Last Night

  • Record Label: 4AD
  • Release Date: Nov 19, 2002
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User score distribution:
  1. Positive: 2 out of 2
  2. Mixed: 0 out of 2
  3. Negative: 0 out of 2

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  1. JoeS
    Dec 20, 2002
    8
    Nice transition from the minimalist strings of "Deep" to some rather smooth guitar work in "Last Night" followed closely by some equally smooth vocals by Lovetta Pippen. When you listen to this track a second time, listen to the rhythms and beats. Twice can be nice. The next transition from "Last Night's" soulful sax ending to the funky bass groove that leads into and winds it's Nice transition from the minimalist strings of "Deep" to some rather smooth guitar work in "Last Night" followed closely by some equally smooth vocals by Lovetta Pippen. When you listen to this track a second time, listen to the rhythms and beats. Twice can be nice. The next transition from "Last Night's" soulful sax ending to the funky bass groove that leads into and winds it's way (crawls?) through "Crawlin" works rather well, especially when they bring back the sax at the end. "Teardrops", originally written by Eddie Grant's Equals, reminds me of a little of Stars On E.S.P. :) with some nice piano and bell work in the middle. I don't know if Loretta has some teardrops left over to put out that fire in her heart in "Devil's Night", but I hope she has some for our city. It's a bittersweet sentiment, though, isn't it, that the rennaissance that we are so eager to see may require some deconstruction before there is some reconstruction. The sixth track, "I Been Good Up Till Now", has a nice ambient texture opening with a slow simple echoing keyboard line layered over with the kind of sad, searching strings one might image they would hear during a tender/tragic moment. The seventh song is my favorite track on the album because I really love that fuzzy guitar buzz sound. The increasing volume of that lead in guitar part and it's sound, makes me think of Neil Young or CSNY. Warn blends the two musical lines of his guitar and Voletta's vocals rather well, creating a song with a special power all it's own. I like this special power that is "supposed" to save me from ... "anyone who ever did me wrong." (It IS the greatest love of all, but we all forget how to do it from time to time, don't we?). My comments on the eighth song actually come in the form of a reply and two questions: Yes, When? and Where? OK, one more thought/question: Wouldn't it be kind of fun if the time honored and natural way to invite people to a party was that you composed a song of invitation? Like, "Oh, gosh, we're having that party in a couple of weeks and we still have to clean, make some food, buy some drinks - and - write and practice the invation song, of course." Sorry, I digressed. "Someday My Prince Will Come" is a funky, jammin' extended mix of guitar, horns, percussion and vocals. It's a kind of a groovy, jazz thing, dig. These next two sentences came out when I listened to the lyrics of the tenth track: The tragic things that are done to us and the tragic things that we do to others. It's all a part of us. Nice vocals and more of that nice buzz guitar sound. A wondering, "what if", "Maybe" maybe not sentiment lingers here. "Storm" has me thinking of Hendrix. That's nice. Especially, when in the midst of the guitar solo in the middle of the song, he brings the jam back to the original theme. Speaking of Hendrix, HNIA's version of Train is a nice soft melding of saxophone, acoustic guitar, piano and vocals. Expand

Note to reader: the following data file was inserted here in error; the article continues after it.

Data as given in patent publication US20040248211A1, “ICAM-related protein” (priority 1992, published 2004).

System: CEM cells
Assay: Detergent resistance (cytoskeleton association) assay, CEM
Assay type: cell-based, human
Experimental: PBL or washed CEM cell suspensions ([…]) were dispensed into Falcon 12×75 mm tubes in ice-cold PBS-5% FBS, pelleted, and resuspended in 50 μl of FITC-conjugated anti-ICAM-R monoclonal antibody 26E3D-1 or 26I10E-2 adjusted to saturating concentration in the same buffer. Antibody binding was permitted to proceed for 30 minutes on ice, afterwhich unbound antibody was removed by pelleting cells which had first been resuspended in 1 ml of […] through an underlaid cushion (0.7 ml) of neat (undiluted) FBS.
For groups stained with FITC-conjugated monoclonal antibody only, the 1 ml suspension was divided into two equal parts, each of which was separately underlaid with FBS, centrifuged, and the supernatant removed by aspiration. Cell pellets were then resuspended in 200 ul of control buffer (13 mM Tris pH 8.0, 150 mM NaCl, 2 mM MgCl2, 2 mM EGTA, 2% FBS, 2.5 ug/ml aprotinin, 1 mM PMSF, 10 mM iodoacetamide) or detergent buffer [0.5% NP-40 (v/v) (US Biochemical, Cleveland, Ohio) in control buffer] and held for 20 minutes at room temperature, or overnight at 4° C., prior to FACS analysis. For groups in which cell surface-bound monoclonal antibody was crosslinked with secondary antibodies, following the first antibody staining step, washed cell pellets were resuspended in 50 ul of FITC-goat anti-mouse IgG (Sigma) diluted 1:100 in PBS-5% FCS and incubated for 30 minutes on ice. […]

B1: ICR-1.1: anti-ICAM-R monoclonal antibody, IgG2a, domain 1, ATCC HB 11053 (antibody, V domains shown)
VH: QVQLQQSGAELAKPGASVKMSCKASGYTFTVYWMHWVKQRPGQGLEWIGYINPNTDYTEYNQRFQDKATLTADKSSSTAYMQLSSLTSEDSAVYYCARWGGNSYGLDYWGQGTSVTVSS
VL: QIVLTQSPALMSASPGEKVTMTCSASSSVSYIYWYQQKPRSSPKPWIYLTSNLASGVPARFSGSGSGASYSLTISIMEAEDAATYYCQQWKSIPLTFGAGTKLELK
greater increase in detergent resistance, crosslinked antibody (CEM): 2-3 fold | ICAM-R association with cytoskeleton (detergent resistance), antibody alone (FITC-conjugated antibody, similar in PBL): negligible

2. JamieM
    Dec 2, 2002
    9
    Absolutely gorgeous - finally, a viable R&B alternative. One of the most exciting records to be released so far this century.
Metascore
70

Generally favorable reviews - based on 8 Critics

Critic score distribution:
  1. Positive: 4 out of 8
  2. Negative: 0 out of 8
  1. It isn't as succint, and heart-wrenching, as Someday... and it may not have the slicing modernity of HNIA's earlier works, but the idea of the project propels it still.
  2. Some of their finest work to date.
  3. Last Night is a perfectly serviceable mellow slow-jam R&B record -- and that's a damned shame.